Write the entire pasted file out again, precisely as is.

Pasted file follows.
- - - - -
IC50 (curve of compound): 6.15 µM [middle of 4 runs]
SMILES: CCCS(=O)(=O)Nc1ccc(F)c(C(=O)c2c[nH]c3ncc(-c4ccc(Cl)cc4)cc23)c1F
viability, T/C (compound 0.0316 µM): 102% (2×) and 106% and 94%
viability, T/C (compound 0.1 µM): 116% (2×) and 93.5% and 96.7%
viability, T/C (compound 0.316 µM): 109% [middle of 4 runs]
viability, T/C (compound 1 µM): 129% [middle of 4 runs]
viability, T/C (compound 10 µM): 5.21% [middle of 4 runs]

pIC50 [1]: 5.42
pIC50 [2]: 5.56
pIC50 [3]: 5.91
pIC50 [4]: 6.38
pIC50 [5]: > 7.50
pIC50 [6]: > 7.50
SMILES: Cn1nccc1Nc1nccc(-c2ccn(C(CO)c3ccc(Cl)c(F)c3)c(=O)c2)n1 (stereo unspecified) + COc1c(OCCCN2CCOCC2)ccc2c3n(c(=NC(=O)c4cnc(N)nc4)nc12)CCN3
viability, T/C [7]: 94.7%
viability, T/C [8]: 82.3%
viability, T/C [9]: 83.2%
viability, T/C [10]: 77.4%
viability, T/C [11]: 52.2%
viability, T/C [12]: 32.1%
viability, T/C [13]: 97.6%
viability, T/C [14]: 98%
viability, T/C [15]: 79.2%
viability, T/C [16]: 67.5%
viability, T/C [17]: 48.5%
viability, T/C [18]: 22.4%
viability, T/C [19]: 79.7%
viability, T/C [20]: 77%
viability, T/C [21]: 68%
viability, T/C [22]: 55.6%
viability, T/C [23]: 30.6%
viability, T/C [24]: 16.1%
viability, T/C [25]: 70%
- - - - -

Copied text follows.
IC50 (curve of compound): 6.15 µM [middle of 4 runs]
SMILES: CCCS(=O)(=O)Nc1ccc(F)c(C(=O)c2c[nH]c3ncc(-c4ccc(Cl)cc4)cc23)c1F
viability, T/C (compound 0.0316 µM): 102% (2×) and 106% and 94%
viability, T/C (compound 0.1 µM): 116% (2×) and 93.5% and 96.7%
viability, T/C (compound 0.316 µM): 109% [middle of 4 runs]
viability, T/C (compound 1 µM): 129% [middle of 4 runs]
viability, T/C (compound 10 µM): 5.21% [middle of 4 runs]

pIC50 [1]: 5.42
pIC50 [2]: 5.56
pIC50 [3]: 5.91
pIC50 [4]: 6.38
pIC50 [5]: > 7.50
pIC50 [6]: > 7.50
SMILES: Cn1nccc1Nc1nccc(-c2ccn(C(CO)c3ccc(Cl)c(F)c3)c(=O)c2)n1 (stereo unspecified) + COc1c(OCCCN2CCOCC2)ccc2c3n(c(=NC(=O)c4cnc(N)nc4)nc12)CCN3
viability, T/C [7]: 94.7%
viability, T/C [8]: 82.3%
viability, T/C [9]: 83.2%
viability, T/C [10]: 77.4%
viability, T/C [11]: 52.2%
viability, T/C [12]: 32.1%
viability, T/C [13]: 97.6%
viability, T/C [14]: 98%
viability, T/C [15]: 79.2%
viability, T/C [16]: 67.5%
viability, T/C [17]: 48.5%
viability, T/C [18]: 22.4%
viability, T/C [19]: 79.7%
viability, T/C [20]: 77%
viability, T/C [21]: 68%
viability, T/C [22]: 55.6%
viability, T/C [23]: 30.6%
viability, T/C [24]: 16.1%
viability, T/C [25]: 70%